The COVID-19 crisis has plunged the American economy into a depression not seen since the 1930s. With unemployment hovering around 20 percent, the job market for students and new grads is bleak.
Two million students are expected to earn a bachelor’s degree in 2020 and past studies show that individuals who graduate during hard economic times can be at a disadvantage for as long as 10 or 15 years compared to their contemporaries who graduated even a year before hard times hit.
Finding a job in 2020 is going to be tough and require patience, creativity and tenaciousness. Job sites like ZipRecuiter have seen entry-level professional position postings fall by 73 percent in the last three months.
Now that new grads are armed with the shiny diploma they worked so hard for, they’re now faced with the big question: “Now what.”
Creative Incubator Contest
While the ideal post-graduation path is to secure a permanent job, Protect All Kids, a nonprofit dedicated to promoting school safety and creative education is offering a contest for recent grads designed to spur and fund innovation.
The $250,000 Creative American Award program is a unique crisis relief program where young Americans can submit their talent or novel business ideas. The scholarship program is open to everyone whether you’re an engineer or an artist. All innovative business ideas are welcome.
“Over a decade ago, I received a life-saving full merit-based scholarship through the United States Education Advising Center,” explained ChiEastre Chigoretti, founder of Protect All Kids. “The scholarship I received was life-changing. I always want to give back in any way possible. During this time of uncertainty of life after COVID-19, what better time to give back than now?”
Protect All Kids will choose the best 100 ideas received. Each recipient will have 90 days and $3,000 to develop their business or invention. Their work will be done virtually in light of COVID-19 concerns. During this three-month period, Creative scholars will receive virtual training from experts associated with Protect All Kids to develop, test, prototype and refine their ideas. Scholars can also win an additional $10,000 Tutor of the Month Award by sharing what they’re learning on daily basis and using specific Protect the Kids hashtags.
At the end of the three-month internship program, the American public will vote via social media for the idea they would like to see funded with up to an additional $250,000 to fund the idea, develop talent or fulfill purchase orders. The goal is not only to fund the entrepreneur, but also to help fund a business or idea that will benefit the community and the economy in a time of hardship across the board.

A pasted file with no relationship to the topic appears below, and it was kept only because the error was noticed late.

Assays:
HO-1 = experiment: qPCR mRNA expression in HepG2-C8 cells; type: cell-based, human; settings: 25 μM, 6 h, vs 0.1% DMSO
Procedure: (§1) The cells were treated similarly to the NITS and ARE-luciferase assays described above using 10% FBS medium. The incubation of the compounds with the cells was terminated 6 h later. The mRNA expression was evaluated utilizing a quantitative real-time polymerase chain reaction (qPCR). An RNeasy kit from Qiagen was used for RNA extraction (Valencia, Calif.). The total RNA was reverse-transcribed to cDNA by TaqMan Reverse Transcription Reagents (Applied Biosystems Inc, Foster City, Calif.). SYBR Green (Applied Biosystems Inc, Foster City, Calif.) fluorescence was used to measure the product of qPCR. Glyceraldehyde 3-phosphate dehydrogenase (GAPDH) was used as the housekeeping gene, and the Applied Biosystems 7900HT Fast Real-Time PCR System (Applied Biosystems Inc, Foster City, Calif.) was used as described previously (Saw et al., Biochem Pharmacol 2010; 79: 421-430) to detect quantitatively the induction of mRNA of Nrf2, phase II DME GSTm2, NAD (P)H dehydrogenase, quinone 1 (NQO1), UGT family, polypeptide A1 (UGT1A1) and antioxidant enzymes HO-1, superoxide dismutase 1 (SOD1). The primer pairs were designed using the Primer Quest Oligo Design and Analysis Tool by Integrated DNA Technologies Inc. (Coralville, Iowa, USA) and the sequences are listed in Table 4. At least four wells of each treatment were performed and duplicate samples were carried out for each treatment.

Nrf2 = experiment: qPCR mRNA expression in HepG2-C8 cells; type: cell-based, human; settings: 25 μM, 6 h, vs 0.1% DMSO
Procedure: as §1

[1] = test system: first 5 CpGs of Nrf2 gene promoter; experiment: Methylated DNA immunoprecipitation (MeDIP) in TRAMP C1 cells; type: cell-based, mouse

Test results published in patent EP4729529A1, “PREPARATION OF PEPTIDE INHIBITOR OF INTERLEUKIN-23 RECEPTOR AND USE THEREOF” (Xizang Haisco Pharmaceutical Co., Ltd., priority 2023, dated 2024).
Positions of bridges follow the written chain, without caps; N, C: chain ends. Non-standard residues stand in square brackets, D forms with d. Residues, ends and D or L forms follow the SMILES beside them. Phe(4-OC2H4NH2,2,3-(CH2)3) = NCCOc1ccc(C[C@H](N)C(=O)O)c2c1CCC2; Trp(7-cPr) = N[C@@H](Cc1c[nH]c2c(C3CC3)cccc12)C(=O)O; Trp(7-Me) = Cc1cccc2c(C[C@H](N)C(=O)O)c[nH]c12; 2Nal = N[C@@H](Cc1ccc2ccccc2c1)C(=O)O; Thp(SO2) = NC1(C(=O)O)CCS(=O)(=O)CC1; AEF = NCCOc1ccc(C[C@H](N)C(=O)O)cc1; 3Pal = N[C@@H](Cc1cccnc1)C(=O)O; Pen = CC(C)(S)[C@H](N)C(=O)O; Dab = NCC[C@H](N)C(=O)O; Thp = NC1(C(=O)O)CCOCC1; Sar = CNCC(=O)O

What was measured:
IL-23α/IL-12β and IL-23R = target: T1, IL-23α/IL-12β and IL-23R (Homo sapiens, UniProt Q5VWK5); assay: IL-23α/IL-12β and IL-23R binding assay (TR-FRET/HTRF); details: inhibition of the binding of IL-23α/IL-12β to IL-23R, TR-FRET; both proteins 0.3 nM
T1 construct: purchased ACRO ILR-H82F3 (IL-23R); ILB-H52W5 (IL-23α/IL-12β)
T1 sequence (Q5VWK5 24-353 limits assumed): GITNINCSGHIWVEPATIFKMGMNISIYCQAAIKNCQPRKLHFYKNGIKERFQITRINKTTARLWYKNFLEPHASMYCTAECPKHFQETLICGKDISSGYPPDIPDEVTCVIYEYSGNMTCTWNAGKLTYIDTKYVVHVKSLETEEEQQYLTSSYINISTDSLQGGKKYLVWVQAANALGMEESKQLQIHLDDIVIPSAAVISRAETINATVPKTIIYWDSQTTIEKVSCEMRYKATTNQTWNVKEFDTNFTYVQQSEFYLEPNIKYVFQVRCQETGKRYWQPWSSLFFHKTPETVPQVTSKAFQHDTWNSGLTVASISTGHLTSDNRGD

In this job market recent grads need to think outside of the box. This is a time to cast a wide net. If your dream job was in finance on Wall Street, by all means apply to investment banks, but also apply for other business and finance jobs too. Even if you don’t land your dream job, if you can land a job you will gain valuable work experience that will give you a leg up when the economy gets better and the big firms are hiring more freely.
Grads also need to have an open mind about where the job is located. The more places you’re open to living in, the bigger pool of available jobs you have. With COVID-19 causing many employers to transition to a remote workforce you may actually find your dream employer will even let you work from your current location.
You may have thought that you left intern days behind when you graduated, but in today’s marketplace, an internship can give you a foot in the door to a full-time job in the future. Research what companies are offering internships, many are doing virtual internships right now. If there is a specific company you want to work for, approach them about doing an internship. If finances allow, you might also consider doing a short-term unpaid internship, or volunteer work to gain experience for your resume.
Networking has always been the best path to find a job. Experts say upwards of 85 percent of jobs are found via personal contacts. In tough economic times your network becomes even more imperative. As a new grad you may not yet have an extensive personal network. Now is the time to leverage the alumni from your university, the college career center, your friends and family network and to create a virtual network via LinkedIn.
There is no question about it, graduating in 2020 is not ideal. The newly minted grads that find work are going to be those that think outside of the box and don’t give up easily.